While China seems to be an increasingly confident actor on the world stage, within the country, there is a serious lack of confidence in the government, with those who have thrived within the system eager to leave the country, taking their money with them.
Over the past few years, the situation has become worse. Bain & Co., a global management consulting firm, in conjunction with China Merchants Bank, has published three reports on the emerging wealth market in China and the likelihood of emigration.
The first report, issued in 2009, found that wealthy Chinese use offshore investments primarily “to finance immigration, send their children to study abroad or avoid domestic regulations”.
The next report, in 2011, disclosed that “10 percent of the wealthiest have decided to leave the country” while another 10 percent “have plans of doing so and the rest are still considering it”.
The latest report, in 2013, found that “among those mainland business owners who possess more than 100 million yuan (US$16.3 million), 27 percent have already emigrated while another 47 percent are considering leaving.”
Other reports confirm the trend. A survey by the Bank of China and Hurun Report, which ranks the wealthiest individuals in China, found that more than half of the country’s millionaires are considering emigrating or are already in the process of doing so.
The Center for China and Globalization, a Beijing-based think tank, said in its latest annual report on Chinese international migration that a growing number of investors are going abroad to buy property and establish permanent residence in Europe and North America.
“Most of the prospective migrants from China are middle-class people aged between 35 and 55,” said the report, issued in January in conjunction with the Social Sciences Academic Press.
Why are rich and talented people leaving the country?
According to Bain’s Jennifer Zeng, high net earners cite “wealth preservation, education for their children, food and environmental security as the main reasons for considering investment immigration”.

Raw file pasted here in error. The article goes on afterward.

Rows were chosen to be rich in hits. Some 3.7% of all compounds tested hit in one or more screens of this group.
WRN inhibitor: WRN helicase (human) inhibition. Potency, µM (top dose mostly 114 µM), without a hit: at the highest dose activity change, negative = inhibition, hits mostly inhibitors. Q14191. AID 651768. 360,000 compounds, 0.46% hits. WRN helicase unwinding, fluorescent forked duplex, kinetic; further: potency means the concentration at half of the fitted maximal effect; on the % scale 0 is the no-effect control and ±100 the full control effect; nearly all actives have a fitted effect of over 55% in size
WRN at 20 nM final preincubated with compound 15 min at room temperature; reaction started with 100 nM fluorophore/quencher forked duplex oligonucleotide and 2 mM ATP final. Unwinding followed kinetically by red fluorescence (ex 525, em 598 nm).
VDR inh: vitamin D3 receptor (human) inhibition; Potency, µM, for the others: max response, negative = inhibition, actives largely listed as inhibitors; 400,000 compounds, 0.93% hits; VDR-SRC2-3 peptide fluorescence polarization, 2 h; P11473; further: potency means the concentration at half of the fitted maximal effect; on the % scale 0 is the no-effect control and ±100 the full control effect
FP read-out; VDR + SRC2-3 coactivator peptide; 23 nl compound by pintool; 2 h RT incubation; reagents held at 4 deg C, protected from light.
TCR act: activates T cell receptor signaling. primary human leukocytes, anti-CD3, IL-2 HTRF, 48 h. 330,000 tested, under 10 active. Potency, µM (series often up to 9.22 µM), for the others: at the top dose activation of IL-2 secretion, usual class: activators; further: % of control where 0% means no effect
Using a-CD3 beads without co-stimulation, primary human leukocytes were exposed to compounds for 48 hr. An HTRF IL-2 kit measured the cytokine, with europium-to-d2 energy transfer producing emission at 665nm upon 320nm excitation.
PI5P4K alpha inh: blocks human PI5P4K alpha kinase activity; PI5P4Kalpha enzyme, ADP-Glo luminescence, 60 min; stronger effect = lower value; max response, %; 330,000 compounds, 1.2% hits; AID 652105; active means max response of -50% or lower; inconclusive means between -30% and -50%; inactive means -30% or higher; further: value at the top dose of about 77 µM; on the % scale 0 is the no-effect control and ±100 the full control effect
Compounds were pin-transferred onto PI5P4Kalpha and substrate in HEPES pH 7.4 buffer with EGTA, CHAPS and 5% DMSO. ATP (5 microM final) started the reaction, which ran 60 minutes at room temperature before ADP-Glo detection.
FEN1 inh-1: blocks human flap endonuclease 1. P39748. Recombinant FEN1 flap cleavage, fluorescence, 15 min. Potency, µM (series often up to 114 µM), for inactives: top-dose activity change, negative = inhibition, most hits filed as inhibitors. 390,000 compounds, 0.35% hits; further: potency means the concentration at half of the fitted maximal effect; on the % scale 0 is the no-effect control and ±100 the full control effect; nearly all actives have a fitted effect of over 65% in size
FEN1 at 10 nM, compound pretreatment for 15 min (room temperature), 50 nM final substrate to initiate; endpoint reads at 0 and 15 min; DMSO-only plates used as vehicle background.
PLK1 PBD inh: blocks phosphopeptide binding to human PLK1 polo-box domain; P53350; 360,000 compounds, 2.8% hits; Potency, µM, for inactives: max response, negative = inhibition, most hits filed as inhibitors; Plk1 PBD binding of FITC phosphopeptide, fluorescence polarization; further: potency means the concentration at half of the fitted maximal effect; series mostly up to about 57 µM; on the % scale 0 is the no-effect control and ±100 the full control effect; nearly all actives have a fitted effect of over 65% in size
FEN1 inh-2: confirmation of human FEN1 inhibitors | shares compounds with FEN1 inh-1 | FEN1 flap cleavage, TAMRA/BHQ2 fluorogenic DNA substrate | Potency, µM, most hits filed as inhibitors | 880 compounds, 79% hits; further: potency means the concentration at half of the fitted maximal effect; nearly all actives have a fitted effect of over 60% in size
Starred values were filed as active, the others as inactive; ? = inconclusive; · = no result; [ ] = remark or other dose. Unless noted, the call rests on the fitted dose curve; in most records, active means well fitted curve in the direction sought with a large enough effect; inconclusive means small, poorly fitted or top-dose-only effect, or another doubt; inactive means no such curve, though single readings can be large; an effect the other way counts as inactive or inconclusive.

But such concerns are by no means limited to the super-rich.
So it is not surprising that the China Daily reported on June 25 that China’s policymakers are scrambling for solutions to retain talent “as more professionals search for greener pastures outside China”. The headline blared: “Nation frets as middle class heads overseas.”
The Chinese government is clearly upset by publicity about a brain and capital drain. It took issue with the Beijing think tank’s numbers. The official Communist Party mouthpiece, the People’s Daily, rebutted by saying that the nine million-plus number reported was a cumulative number and not that only for 2013. Last year, it said, only 190,000 people left.
Regardless of the actual figures, it is clear that substantial numbers of people are leaving the country or making plans to leave. Surely, that does not suggest great confidence in the Communist Party’s ability to manage the country’s future.
And their new homes are located primarily in countries such as the United States, Canada, Britain and Australia – countries with cleaner air, stronger regulatory environments and, need it be said, democratic governments.
The Chinese government seems to be taking steps to rectify the situation. It is being much more serious about environmental protection and playing down the significance of growing its GDP.
But the damage inflicted on China’s soil, water and air over the past three and a half decades is so grave that it will take a long time before the air is safe to breathe, the water to drink and the food to consume. Over time, hopefully, there will be improvements but the exodus of those who can afford to do so is unlikely to be stanched.
The impact, however, can be alleviated by attracting foreign investment and immigration from overseas.
Ironically, although many Chinese consider life in their country to be a threat to their health, there are foreigners who are willing to run the risk, especially if they do not have young children.
The Chinese government launched a permanent residency program in 2004 but the number of green cards issued is low. The Center for China and Globalization reported that in 2012, “just 1,202 expatriates were granted permanent residency in China,” while in the same period more than 148,000 Chinese obtained overseas citizenship.
Of course, there is no need to replace each departing Chinese with a foreigner. But if China is a little more generous in granting residency and, ultimately, citizenship to foreigners, it will turn itself into a more cosmopolitan society, one that the rest of the world will more readily identify with and accept.
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